There are days that no matter the amount of effort, I can't seem to get out of my own way.
There are days where I am in a hurry and catch every red light. Days where I drop my keys in the mud. Days where I burn food.
These kinds of days kick my ass and take a ton to get through on a positive note.
For days like this, I do my best to shift things off of my to-do list. If there are things I can do tomorrow that require a clear head and smart decisions, then I know today isn't ideal.
I don't force shit to work on those days.
Instead, I start racking up little wins.
I do the things that I can do at my own pace. I try to do less stressful things like cleaning the house, going for a walk, or doing a little cardio. I even spend time stretching and planning for the rest of my week. If I have heavy lifts planned that day, I push it to the next day.
For years I acted as though I had to assert my will and dominate the day, every single day.
Doing that usually led to sub-par work or training. Plus, it’d be a higher risk of injury or something that I would have to redo later. Pushing through my days like this was counterproductive.
Instead of forcing things, I now listen to my body and mind. Maybe I'm off because I didn't sleep well, or I ate junk the day before, or I'm just in a weird headspace.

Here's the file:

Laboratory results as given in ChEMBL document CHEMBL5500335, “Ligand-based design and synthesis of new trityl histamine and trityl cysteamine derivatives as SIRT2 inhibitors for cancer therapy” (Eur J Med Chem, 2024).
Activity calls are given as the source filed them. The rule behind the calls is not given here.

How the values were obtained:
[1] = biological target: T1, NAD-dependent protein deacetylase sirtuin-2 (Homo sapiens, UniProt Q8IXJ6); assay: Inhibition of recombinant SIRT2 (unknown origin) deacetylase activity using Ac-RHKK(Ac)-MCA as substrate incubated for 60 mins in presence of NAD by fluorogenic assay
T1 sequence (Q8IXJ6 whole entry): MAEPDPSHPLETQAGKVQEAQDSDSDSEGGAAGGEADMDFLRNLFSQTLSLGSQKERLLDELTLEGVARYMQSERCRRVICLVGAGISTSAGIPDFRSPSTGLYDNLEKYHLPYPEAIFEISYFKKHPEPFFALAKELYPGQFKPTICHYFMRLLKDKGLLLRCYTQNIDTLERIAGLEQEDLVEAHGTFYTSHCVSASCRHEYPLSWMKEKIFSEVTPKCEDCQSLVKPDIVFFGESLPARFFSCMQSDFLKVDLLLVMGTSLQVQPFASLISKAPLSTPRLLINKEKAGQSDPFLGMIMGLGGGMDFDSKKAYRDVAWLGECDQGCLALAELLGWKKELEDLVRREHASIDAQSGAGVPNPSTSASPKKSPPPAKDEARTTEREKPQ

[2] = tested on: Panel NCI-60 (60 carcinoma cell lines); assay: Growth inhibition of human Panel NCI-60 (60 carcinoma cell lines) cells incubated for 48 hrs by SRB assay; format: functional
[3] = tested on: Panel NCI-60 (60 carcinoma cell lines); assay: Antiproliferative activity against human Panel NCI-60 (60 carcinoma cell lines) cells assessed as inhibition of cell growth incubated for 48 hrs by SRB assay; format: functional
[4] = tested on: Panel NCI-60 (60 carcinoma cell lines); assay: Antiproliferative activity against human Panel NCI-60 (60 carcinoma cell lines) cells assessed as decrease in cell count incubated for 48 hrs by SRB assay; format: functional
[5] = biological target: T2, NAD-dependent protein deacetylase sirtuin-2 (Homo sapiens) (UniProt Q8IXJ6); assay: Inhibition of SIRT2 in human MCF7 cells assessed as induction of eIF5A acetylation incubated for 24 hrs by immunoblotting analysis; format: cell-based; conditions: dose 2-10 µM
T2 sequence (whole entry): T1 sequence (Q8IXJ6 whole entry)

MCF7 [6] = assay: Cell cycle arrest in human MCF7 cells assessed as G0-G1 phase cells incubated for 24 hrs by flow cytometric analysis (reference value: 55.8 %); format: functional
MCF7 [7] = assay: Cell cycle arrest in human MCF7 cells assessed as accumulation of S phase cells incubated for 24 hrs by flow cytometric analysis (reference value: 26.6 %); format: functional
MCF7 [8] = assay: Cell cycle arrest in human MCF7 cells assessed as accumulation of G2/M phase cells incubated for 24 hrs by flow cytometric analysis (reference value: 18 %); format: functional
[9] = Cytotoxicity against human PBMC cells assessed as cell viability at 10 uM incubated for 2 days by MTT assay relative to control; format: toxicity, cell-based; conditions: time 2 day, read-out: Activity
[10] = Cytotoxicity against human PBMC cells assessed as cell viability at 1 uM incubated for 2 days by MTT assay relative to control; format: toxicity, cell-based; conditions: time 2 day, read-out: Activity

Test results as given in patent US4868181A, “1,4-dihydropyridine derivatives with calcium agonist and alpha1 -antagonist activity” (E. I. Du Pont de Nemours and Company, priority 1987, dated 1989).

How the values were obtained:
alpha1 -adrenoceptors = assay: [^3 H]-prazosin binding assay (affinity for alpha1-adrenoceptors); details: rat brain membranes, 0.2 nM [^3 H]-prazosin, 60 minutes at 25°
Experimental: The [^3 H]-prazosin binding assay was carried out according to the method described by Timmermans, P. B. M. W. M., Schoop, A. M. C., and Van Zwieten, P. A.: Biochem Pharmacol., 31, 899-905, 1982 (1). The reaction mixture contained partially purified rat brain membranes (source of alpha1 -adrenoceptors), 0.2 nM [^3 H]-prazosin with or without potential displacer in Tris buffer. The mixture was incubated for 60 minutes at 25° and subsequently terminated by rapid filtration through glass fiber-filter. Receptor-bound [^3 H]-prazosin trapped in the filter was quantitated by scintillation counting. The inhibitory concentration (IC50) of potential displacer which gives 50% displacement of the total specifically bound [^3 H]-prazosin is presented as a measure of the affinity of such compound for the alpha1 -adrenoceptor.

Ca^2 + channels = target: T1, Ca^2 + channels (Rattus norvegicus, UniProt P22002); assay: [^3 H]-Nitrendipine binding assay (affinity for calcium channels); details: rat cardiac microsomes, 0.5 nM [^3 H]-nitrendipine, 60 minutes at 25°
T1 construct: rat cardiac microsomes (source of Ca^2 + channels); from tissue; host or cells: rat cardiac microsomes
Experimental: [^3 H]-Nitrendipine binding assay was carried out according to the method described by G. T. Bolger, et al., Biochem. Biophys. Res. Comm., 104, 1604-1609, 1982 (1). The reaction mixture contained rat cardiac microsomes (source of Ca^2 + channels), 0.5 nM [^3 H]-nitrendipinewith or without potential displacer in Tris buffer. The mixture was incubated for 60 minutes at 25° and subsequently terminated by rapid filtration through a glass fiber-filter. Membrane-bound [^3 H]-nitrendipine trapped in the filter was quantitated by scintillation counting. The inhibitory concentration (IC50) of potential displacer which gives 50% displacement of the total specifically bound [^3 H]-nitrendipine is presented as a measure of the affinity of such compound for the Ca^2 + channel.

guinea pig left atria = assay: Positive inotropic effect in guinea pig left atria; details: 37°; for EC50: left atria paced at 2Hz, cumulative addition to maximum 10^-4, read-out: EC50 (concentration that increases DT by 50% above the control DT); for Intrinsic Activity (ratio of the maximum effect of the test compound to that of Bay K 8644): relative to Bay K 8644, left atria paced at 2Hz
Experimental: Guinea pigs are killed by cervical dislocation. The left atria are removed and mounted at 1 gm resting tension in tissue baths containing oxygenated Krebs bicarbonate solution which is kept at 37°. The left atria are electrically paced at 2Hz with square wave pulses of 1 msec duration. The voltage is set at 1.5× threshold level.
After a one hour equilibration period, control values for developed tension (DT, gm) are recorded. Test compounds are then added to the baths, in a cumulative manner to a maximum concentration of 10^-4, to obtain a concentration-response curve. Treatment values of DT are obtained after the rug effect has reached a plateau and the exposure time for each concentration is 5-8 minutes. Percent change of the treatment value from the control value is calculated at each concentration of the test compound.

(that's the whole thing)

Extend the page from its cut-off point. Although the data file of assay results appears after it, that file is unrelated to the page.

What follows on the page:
Whatever the reason, I've figured out that it's better to leave more difficult tasks for the next day so I can do them right instead of creating double work for myself.
When your workouts or training sessions aren't going well day after day, consider these days as survival training. Coming from a long career of lifting, I can say that it's going to happen.
Unfortunately, these days are going to happen more and more the older you get. Take these days and do the things that can't get messed up. Switch your mindset to set up tomorrow for better success. That way, you can hit the ground running.
Don't be someone that takes pride in forcing your way through a shitty day, just to say you didn't give in. There are plenty of days you can push through it. Those are not the days I'm referring to.
Yesterday I had this day.
I had a 2-hour ride on the books. I didn't sleep well. Then, I spilled my coffee on myself, my desk, and my keyboard. For some reason, my headphones quit working. On top of all of this, my knee and hip were hurting before I even really got started. I decided to make some shifts in my thinking and collect some quick wins to try to turn my day around. I spent some time stretching. Then, I got on the bike to just pedal.
I lowered my expectations to simply put in the time. Any effort is ok. All of this is better than just going back to bed and saying screw it.
Backing off gave me an excellent training day the day after.
If you're not careful, the short momentum from an off day can carry to the next and create a funk.
Not every day is going to be great. By definition, most days will be average if you're out of sync with timing and your day.
Figure out how to reset and adjust the expectations of the day.
More often than not, if I can choose to surrender and focus on being smart, I make it out less beat up and frustrated.
SPREAD HVIII, ALWAYS PARTY